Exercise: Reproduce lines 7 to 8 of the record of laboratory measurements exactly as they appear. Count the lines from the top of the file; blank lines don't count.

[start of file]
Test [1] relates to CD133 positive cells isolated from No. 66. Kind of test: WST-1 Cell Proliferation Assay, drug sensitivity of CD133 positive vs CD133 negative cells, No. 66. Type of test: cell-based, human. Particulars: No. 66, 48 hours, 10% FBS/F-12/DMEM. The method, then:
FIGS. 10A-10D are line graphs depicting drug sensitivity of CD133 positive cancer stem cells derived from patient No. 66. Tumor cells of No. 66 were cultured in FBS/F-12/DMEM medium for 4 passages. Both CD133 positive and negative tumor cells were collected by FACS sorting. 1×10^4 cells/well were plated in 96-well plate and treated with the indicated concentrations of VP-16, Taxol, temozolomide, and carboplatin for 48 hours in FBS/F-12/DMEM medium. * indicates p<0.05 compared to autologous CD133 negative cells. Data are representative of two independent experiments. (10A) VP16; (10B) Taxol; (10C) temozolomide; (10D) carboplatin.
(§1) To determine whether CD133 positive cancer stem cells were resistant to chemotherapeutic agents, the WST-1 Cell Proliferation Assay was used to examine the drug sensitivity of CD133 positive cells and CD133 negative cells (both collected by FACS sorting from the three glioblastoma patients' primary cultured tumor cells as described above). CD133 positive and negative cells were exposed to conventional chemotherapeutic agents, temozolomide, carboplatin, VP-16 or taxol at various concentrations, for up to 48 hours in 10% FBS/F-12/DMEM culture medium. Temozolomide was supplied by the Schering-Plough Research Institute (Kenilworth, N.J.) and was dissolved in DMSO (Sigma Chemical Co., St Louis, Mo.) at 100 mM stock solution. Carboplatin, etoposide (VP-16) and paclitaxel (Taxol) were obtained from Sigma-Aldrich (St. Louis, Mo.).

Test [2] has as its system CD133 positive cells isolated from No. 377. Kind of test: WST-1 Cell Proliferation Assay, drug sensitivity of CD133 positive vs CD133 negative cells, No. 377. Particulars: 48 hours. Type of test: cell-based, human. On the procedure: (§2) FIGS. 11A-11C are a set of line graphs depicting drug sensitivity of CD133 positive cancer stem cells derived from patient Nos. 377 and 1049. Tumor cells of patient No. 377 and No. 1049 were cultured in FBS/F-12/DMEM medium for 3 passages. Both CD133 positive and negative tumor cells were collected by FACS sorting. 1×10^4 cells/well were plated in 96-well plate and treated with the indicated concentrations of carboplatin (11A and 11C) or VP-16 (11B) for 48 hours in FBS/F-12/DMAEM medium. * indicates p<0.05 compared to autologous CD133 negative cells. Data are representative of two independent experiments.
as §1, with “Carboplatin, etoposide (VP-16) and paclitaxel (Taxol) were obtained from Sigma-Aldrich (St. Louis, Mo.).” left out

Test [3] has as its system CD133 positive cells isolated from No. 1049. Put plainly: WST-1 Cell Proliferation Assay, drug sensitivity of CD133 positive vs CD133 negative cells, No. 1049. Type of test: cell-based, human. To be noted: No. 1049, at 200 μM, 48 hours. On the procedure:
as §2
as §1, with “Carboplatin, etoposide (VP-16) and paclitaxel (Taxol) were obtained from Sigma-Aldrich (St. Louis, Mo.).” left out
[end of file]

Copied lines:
as §2
as §1, with “Carboplatin, etoposide (VP-16) and paclitaxel (Taxol) were obtained from Sigma-Aldrich (St. Louis, Mo.).” left out